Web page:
Is Thailand Ready for Reforms?
Thailand has a long history of political unrest and protest, but a new wave began in February 2020 after the military government disbanded a pro-democracy party. Protesters want Prime Minister Prayut Chan-o-cha to resign, and a reform of the monarchy – a delicate matter in a country with one of the strictest lèse-majesté laws, whose citizens are taught from birth to revere and love the monarchy and fear consequences of talking about it. Almost a year after protests in Thailand began, we take a look at where things stand with Dr. Janjira Sombatpoonsiri, assistant professor at the Institute of Asian Studies, Chulalongkorn University, and an associate at the German Institute for Global and Area Studies. The conversation was moderated by the Bangkok-based Swiss correspondent Lukas Messmer.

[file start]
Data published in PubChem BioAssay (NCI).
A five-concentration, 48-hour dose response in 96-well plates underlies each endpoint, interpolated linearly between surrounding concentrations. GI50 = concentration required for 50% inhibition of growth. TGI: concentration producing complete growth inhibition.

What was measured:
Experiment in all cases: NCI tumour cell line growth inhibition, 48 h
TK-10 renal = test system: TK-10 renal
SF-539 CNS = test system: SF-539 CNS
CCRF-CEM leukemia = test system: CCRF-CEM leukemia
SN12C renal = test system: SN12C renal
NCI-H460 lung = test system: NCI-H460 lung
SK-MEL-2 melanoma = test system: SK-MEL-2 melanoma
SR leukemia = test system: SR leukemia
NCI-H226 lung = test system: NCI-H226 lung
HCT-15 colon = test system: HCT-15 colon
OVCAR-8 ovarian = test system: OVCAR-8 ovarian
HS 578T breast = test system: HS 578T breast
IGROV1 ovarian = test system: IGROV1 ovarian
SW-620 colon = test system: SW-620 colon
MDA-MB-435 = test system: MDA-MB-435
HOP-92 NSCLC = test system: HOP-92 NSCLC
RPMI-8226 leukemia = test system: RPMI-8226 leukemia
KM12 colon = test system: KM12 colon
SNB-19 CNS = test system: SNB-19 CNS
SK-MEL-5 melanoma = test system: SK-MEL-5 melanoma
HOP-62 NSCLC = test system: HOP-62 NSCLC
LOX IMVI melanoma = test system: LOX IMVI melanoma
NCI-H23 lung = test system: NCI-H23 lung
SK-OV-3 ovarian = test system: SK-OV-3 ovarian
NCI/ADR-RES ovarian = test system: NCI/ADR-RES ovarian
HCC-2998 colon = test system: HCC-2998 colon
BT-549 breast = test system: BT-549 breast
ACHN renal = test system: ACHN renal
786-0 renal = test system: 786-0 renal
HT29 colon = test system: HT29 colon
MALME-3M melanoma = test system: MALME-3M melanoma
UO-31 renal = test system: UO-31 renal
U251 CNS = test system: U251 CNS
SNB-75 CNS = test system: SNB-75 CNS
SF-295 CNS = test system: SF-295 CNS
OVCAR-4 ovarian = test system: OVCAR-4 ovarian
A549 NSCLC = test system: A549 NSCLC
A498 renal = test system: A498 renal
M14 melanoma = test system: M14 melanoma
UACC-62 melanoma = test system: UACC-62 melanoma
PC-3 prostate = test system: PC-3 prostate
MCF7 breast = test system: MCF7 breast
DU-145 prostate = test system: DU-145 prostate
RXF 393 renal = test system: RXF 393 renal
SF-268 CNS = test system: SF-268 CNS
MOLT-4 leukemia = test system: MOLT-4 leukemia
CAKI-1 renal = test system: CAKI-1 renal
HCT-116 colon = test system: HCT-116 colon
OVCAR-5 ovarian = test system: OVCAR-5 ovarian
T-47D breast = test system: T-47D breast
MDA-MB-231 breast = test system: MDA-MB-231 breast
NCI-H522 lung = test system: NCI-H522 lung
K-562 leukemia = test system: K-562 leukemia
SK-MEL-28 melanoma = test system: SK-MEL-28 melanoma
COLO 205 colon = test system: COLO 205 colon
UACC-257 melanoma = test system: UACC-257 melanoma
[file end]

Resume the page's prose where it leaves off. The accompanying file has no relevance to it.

Janjira Sombatpoonsiri is currently a research-oriented assistant professor at the Institute of Asian Studies, Chulalongkorn University, and an associate at the German Institute for Global and Area Studies. Her research focuses on nonviolent activism and social movements in the context of democratisation and autocratic pushbacks. She is the author of Humor and Nonviolent Struggle in Serbia (New York: Syracuse University Press, 2015). Her articles also appear in several academic journals, including the Journal of Peacebuilding & Development and Journal of Civil Society (forthcoming). Janjira also serves as an academic advisor for the International Center for Nonviolent Conflict (ICNC), a member of the Carnegie Endowment for International Peace’s Civic Research Network, and a board member of the International Peace Research Association Foundation (IPRAF).
Lukas Messmer lives in Bangkok and has been Southeast Asia Correspondent for the Swiss radio and television broadcasting company Schweizer Radio und Fernsehen (SRF) since 2017. For a dozen years, he has worked as a journalist in Switzerland, Laos, Hong Kong, Shanghai, and Bangkok. Starting out as a print journalist, he first picked up a camera to document the “umbrella movement” in Hong Kong in 2014. Lukas studied History at the University of Zurich and journalism at the University of Hong Kong.